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The Mystery of Charles Dickens

Rating: 5 out of 5 stars
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It's only natural to give veteran actor Simon Callow an entire stage to himself. Like the master that he is, Callow owns every inch of the stage in his reprisal of Peter Ackroyd's one-man show, The Mystery of Charles Dickens directed by Richard Twyman.

Stepping into the shoes of the most English of great English novelists, Callow takes the audience through the well-worn streets of Victorian England making stops at crucially painful and illuminating points of the author's enigmatic life and world of fiction.

Dressed as Dickens, Callow's bearded self is framed (3 times over) in a replicated study designed by Christopher Woods. Suggesting each narrative framework of Peter Ackroyd's multi-faceted play, the middle frame is slanted, cleanly gashing across the corner of the study. As Callow breathes the life and soul of Dickens, the slant aptly portrays the dark shadows cast by his fractured early life that later wrote itself into his work. The dirt and decay of Dickens' early life as he is brought into a London overrun with rats and leg peddlers took him to the streets and out of the cramped digs to experience the 'city of vision'. The 'decidedly odd' Dickens drew upon the sights and cries of the city to colour his many London based novels in a way that was so tangible it pricked the conscience of the public leaving them wanting more.

Although he lacked social and political power, Dickens yielded the power of imagination as he fought the world through his work. With his arms and hands in constant motion, Callow captures Dickens' gift with equal creative power.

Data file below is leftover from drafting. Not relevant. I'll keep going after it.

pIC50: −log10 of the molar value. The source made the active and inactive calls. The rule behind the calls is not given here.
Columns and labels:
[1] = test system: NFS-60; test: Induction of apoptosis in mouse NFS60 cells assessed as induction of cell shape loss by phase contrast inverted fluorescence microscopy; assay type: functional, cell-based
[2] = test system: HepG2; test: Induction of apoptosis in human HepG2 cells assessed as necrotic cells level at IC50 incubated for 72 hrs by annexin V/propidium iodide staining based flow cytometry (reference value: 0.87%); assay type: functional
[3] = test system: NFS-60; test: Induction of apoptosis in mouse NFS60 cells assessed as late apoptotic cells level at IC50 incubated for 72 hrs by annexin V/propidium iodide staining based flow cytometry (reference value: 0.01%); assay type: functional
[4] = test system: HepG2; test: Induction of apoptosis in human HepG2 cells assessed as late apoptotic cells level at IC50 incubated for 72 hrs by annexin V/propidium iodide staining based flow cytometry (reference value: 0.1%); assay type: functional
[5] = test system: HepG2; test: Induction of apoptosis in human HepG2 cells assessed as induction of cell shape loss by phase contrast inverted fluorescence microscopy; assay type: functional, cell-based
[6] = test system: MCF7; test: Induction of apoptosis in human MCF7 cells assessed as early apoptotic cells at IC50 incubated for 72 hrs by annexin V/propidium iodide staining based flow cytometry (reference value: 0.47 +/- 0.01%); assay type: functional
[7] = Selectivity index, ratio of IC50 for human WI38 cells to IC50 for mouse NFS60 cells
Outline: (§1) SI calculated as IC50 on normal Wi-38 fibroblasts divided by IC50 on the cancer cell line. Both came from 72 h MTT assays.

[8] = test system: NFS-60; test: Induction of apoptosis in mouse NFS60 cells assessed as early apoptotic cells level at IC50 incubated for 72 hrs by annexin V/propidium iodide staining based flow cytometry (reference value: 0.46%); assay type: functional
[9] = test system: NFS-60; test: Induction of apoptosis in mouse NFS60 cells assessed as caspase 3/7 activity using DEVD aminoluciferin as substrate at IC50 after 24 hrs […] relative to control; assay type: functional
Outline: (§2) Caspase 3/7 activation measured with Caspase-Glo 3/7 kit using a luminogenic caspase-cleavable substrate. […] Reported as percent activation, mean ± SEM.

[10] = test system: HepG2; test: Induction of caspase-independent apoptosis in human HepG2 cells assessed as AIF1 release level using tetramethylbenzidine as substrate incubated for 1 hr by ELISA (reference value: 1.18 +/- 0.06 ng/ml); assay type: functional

Just as Dickens turned himself into fiction, Callow escapes into every role with proven dramatic mettle and the right comedic timbres, exercising every facial muscle between the likes of Miss Havisham, Scrooge, Tiny Tim and Fagin and Dickens himself. This is where Peter Ackroyd's brilliant orchestration of the many voices turns what could be a biographical check list into a well timed pilgrimage of pockets of the past. Additionally, Callow's high octane rhetoric as narrator should be what tourists see and listen to on their Dickensian tours of London - Callow's love for Dickens is palpable.

As Callow does the reading from Nancy's death (Oliver Twist), he explodes. Throughout his one handed efforts profuse sweat glistens his face but it doesn't bother him - he refers to a handkerchief only a couple of times during the show. As he unfurls the scene that caused an uproar from the public, he thrums with energy and burns while he clubs the air again, again and again.

For Callow it was cathartic, for us it was emotionally draining. After raging through the scene, Callow calms into sincere eye contact with every single audience member bringing out the polarity of the author's emotionally fraught life with precise control. Callow is at one with Dickens in this engaging portrait where he clearly wants to show his deep love for all that Dickens brought to the people by honouring his corpus with dignity and passion.

- Georgie Bradley

Come on our hosted Whatsonstage.com Outing on Tuesday 30 October 2012 and get your top-price ticket, a FREE programme and access to our EXCLUSIVE post-show Q&A with Simon Callow, all for the INCREDIBLE price of just £22.50!! (Normally £45 for ticket alone). Club members save £.100 if they book before 20 September.


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